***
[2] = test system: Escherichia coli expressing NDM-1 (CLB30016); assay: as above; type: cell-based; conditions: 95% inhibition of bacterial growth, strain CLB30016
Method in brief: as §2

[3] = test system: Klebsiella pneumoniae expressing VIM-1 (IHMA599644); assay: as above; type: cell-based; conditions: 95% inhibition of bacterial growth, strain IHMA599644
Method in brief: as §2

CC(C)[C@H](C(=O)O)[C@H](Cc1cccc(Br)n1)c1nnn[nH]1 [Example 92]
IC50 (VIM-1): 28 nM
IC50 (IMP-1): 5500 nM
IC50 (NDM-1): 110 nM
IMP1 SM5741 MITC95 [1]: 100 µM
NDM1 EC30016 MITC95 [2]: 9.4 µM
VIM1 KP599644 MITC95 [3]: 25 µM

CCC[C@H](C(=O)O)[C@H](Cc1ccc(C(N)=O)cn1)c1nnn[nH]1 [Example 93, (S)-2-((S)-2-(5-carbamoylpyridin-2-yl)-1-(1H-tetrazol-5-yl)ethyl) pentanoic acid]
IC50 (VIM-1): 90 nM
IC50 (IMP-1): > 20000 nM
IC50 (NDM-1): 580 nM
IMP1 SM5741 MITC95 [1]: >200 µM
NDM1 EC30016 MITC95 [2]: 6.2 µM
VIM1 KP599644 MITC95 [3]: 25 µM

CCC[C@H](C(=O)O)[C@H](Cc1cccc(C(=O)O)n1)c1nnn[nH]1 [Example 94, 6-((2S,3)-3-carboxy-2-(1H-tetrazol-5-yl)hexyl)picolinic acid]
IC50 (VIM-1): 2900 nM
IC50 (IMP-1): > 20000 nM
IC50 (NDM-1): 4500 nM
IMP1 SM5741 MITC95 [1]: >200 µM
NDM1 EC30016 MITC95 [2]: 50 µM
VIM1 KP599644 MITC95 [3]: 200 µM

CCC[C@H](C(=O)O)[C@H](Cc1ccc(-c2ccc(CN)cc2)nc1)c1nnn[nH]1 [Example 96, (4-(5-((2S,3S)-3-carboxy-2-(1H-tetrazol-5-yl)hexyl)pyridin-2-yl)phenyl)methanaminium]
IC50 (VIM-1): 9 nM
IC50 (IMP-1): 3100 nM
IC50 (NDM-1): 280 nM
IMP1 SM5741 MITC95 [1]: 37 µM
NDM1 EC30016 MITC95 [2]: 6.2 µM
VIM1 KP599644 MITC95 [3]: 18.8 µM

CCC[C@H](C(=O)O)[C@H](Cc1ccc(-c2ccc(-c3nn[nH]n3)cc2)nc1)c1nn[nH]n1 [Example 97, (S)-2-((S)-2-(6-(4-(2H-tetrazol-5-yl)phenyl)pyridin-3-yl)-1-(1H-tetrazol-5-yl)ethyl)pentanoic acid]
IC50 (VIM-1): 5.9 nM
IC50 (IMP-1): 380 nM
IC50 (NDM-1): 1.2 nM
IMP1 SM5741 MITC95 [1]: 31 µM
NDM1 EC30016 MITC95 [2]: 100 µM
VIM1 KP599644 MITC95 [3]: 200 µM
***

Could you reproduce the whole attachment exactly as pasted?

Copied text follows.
[2] = test system: Escherichia coli expressing NDM-1 (CLB30016); assay: as above; type: cell-based; conditions: 95% inhibition of bacterial growth, strain CLB30016
Method in brief: as §2

[3] = test system: Klebsiella pneumoniae expressing VIM-1 (IHMA599644); assay: as above; type: cell-based; conditions: 95% inhibition of bacterial growth, strain IHMA599644
Method in brief: as §2

CC(C)[C@H](C(=O)O)[C@H](Cc1cccc(Br)n1)c1nnn[nH]1 [Example 92]
IC50 (VIM-1): 28 nM
IC50 (IMP-1): 5500 nM
IC50 (NDM-1): 110 nM
IMP1 SM5741 MITC95 [1]: 100 µM
NDM1 EC30016 MITC95 [2]: 9.4 µM
VIM1 KP599644 MITC95 [3]: 25 µM

CCC[C@H](C(=O)O)[C@H](Cc1ccc(C(N)=O)cn1)c1nnn[nH]1 [Example 93, (S)-2-((S)-2-(5-carbamoylpyridin-2-yl)-1-(1H-tetrazol-5-yl)ethyl) pentanoic acid]
IC50 (VIM-1): 90 nM
IC50 (IMP-1): > 20000 nM
IC50 (NDM-1): 580 nM
IMP1 SM5741 MITC95 [1]: >200 µM
NDM1 EC30016 MITC95 [2]: 6.2 µM
VIM1 KP599644 MITC95 [3]: 25 µM

CCC[C@H](C(=O)O)[C@H](Cc1cccc(C(=O)O)n1)c1nnn[nH]1 [Example 94, 6-((2S,3)-3-carboxy-2-(1H-tetrazol-5-yl)hexyl)picolinic acid]
IC50 (VIM-1): 2900 nM
IC50 (IMP-1): > 20000 nM
IC50 (NDM-1): 4500 nM
IMP1 SM5741 MITC95 [1]: >200 µM
NDM1 EC30016 MITC95 [2]: 50 µM
VIM1 KP599644 MITC95 [3]: 200 µM

CCC[C@H](C(=O)O)[C@H](Cc1ccc(-c2ccc(CN)cc2)nc1)c1nnn[nH]1 [Example 96, (4-(5-((2S,3S)-3-carboxy-2-(1H-tetrazol-5-yl)hexyl)pyridin-2-yl)phenyl)methanaminium]
IC50 (VIM-1): 9 nM
IC50 (IMP-1): 3100 nM
IC50 (NDM-1): 280 nM
IMP1 SM5741 MITC95 [1]: 37 µM
NDM1 EC30016 MITC95 [2]: 6.2 µM
VIM1 KP599644 MITC95 [3]: 18.8 µM

CCC[C@H](C(=O)O)[C@H](Cc1ccc(-c2ccc(-c3nn[nH]n3)cc2)nc1)c1nn[nH]n1 [Example 97, (S)-2-((S)-2-(6-(4-(2H-tetrazol-5-yl)phenyl)pyridin-3-yl)-1-(1H-tetrazol-5-yl)ethyl)pentanoic acid]
IC50 (VIM-1): 5.9 nM
IC50 (IMP-1): 380 nM
IC50 (NDM-1): 1.2 nM
IMP1 SM5741 MITC95 [1]: 31 µM
NDM1 EC30016 MITC95 [2]: 100 µM
VIM1 KP599644 MITC95 [3]: 200 µM